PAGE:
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Kirby: When campaign kitsch is truly useful

Published August 29, 2012 10:34 am

This is an archived article that was published on sltrib.com in 2012, and information in the article may be outdated. It is provided only for personal research purposes and may not be reprinted.

You can tell when a presidential campaign has reached a turning point — that moment when the promotional kitsch becomes more sensible and useful than the candidates themselves.

It used to be that political aspirants and their supporters confined themselves to polite/pointless trinkets as a way of reminding voters they were just the ticket.

For example, somewhere in this wrecking yard of an office I have a Ronald Reagan ballpoint pen, a Jimmy Carter bumper sticker and an FDR button. I vaguely remember a "Timothy Leary for President" roach clip.

Lapel buttons, coffee mugs, shot glasses, key chains, flags — candidates have rarely missed a trick when it comes to getting the word out, the idea being that a trinket would help fix in your mind who to vote for when you entered a voting booth.

"Let's see, who do I want for president? Eenie, meenie, miney…wait, it's right here on my 'Bob Slobhammer for President' hat! Whew, that was a close one."

Note: It sounds like I made that up. I couldn't. A large percentage of American voters are just that simple. How else could we have gotten to where we are today?

Kitsch doesn't always work. My parents supported Lyndon Johnson in 1964. This despite the fact that an uncle so conservative that he would later get kicked out of two militias gave a plastic Barry Goldwater doll.

The Goldwater doll had zero effect on my parents' politics. They gave it to the dog, who couldn't vote but did seem to appreciate a good chew.

Human beings are much more impressionable. We'll learn to associate a candidate with a favorite activity — grooming yourself with a free Bob Dole comb, opening a beer with a Hubert Humphrey bottle opener and making mindless noise with a Richard Nixon clicker.

All of that stuff is well and good, but times have changed. It is possible now for a presidential candidate to advertise during the most personal moment of all: sex.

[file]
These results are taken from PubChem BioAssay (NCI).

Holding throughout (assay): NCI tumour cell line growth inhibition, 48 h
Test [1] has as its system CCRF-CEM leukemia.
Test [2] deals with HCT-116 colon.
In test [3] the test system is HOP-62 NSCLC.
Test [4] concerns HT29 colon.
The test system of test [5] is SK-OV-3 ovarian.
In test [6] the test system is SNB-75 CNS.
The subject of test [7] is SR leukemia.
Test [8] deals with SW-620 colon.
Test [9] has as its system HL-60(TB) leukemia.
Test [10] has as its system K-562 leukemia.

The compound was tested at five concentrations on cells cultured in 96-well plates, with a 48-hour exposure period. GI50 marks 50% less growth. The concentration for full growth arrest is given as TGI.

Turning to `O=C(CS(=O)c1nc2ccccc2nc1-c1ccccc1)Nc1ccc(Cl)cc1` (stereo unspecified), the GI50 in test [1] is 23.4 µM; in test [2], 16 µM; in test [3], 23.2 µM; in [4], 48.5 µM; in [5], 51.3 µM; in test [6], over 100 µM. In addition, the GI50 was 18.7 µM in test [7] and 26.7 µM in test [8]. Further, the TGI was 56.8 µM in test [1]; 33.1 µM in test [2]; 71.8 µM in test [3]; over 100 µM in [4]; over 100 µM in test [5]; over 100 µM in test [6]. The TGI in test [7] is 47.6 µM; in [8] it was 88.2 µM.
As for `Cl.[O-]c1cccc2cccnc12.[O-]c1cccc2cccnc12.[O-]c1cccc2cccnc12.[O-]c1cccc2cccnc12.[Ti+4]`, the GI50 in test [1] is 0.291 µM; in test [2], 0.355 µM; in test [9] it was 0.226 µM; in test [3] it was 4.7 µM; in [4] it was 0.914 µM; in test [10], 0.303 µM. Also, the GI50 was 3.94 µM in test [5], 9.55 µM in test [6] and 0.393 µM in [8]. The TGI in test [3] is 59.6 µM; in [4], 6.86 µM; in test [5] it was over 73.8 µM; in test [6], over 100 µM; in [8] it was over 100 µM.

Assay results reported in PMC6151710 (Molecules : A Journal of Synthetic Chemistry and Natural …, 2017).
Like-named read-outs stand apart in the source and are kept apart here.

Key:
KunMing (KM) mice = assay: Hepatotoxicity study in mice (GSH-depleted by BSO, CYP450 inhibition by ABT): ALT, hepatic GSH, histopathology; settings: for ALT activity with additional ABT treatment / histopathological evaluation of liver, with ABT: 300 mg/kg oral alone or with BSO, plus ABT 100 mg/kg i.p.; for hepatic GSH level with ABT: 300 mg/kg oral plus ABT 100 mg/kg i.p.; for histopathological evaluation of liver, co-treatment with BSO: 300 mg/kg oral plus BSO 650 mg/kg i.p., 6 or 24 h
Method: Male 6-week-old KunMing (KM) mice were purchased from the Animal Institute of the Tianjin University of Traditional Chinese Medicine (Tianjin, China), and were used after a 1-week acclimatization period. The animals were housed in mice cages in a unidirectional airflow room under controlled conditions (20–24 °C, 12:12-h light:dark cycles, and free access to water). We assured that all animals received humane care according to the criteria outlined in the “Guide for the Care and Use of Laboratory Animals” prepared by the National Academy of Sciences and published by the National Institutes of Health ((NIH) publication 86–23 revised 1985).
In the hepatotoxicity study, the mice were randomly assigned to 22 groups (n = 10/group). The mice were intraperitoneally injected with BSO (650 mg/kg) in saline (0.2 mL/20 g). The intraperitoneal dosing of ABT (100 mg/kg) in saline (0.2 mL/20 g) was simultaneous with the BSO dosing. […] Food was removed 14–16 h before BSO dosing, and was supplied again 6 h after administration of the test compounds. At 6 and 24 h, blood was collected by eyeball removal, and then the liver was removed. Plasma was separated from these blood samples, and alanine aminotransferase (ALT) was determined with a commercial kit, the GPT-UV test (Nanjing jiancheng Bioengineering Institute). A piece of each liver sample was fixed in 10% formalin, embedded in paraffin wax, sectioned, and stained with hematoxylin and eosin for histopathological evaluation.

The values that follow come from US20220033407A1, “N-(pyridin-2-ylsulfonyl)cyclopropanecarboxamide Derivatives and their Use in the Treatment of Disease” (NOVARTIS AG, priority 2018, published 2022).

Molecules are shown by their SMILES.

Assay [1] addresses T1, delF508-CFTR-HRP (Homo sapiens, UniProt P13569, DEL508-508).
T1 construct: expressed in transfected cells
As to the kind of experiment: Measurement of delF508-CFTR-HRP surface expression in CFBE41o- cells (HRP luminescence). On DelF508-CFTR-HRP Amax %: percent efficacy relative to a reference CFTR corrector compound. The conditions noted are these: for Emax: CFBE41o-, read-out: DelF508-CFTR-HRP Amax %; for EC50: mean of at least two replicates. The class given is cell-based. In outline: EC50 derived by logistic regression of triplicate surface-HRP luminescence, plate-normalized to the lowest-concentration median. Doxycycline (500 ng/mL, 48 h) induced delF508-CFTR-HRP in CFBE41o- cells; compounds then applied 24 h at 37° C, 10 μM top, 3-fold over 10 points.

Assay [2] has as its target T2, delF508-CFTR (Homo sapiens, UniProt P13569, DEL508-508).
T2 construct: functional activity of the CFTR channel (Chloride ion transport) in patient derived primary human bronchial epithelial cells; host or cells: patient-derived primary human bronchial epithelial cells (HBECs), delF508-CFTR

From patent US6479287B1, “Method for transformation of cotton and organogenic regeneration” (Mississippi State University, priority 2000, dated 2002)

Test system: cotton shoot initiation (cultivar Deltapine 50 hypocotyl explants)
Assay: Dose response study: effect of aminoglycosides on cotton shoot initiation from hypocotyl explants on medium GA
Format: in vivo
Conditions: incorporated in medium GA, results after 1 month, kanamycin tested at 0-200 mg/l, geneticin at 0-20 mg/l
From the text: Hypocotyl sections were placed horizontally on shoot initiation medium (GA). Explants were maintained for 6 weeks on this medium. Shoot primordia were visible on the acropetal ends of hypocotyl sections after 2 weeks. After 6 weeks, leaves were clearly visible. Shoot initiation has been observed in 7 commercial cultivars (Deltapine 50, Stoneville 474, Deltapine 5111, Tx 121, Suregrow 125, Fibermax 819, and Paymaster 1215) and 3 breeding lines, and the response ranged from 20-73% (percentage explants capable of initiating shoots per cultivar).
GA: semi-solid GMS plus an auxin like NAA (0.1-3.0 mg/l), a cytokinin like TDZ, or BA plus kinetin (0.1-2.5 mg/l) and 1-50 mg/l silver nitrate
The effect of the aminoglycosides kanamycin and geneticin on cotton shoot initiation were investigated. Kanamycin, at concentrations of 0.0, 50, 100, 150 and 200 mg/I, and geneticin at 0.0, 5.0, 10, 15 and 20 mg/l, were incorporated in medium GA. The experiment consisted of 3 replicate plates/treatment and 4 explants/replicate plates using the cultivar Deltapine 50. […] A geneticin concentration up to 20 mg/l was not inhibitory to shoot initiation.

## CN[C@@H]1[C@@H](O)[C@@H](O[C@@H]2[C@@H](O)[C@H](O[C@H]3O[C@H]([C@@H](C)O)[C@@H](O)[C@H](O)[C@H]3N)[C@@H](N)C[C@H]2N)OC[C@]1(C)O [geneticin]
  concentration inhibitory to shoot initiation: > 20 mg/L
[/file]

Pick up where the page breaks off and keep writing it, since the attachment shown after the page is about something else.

Pause: If you are easily offended by the subject of safe human physical intimacy, now would be a good time to go read something else.

There are campaign condoms, people. Check them out at http://www.sayitwithacondom.com if you don't believe me.

Nothing would reinforce a political preference quite like being in the middle of a romantic interlude and suddenly thinking, "This reminds me. I need to vote today."

I called the originator of the political condom, Benjamin Sherman. We talked about the efficacy of candidates campaigning with condoms instead of bumper stickers.

Sherman told me he's sold upwards of half a million political condoms, including Romney condoms ("Good for Any Position"), and Obama condoms ("Won't Break as Easily as His Promises").

I asked Sherman if any of the major political campaigns had purchased the condoms for handouts at rallies and conventions.

It was a fair question. You'd remember shaking hands with Sarah Palin if she thanked you for your support and affixed a condom ("When Abortion Is Not an Option") to your lapel instead of a button.

Sherman said he didn't know if any of the major candidates had ordered bulk quantities, but he did say his website is frequently visited by elected officials.

Sherman's campaign condoms aren't just a useless gimmick. They're FDA approved, which means that unlike the Ronald Reagan ballpoint pen I got, they'll actually work.

As potentially offensive as they might be to some, campaign condoms could just turn the trick for…ugh, this is hopeless.

Robert Kirby can be reached at rkirby@sltrib.com or facebook.com/stillnotpatbagley.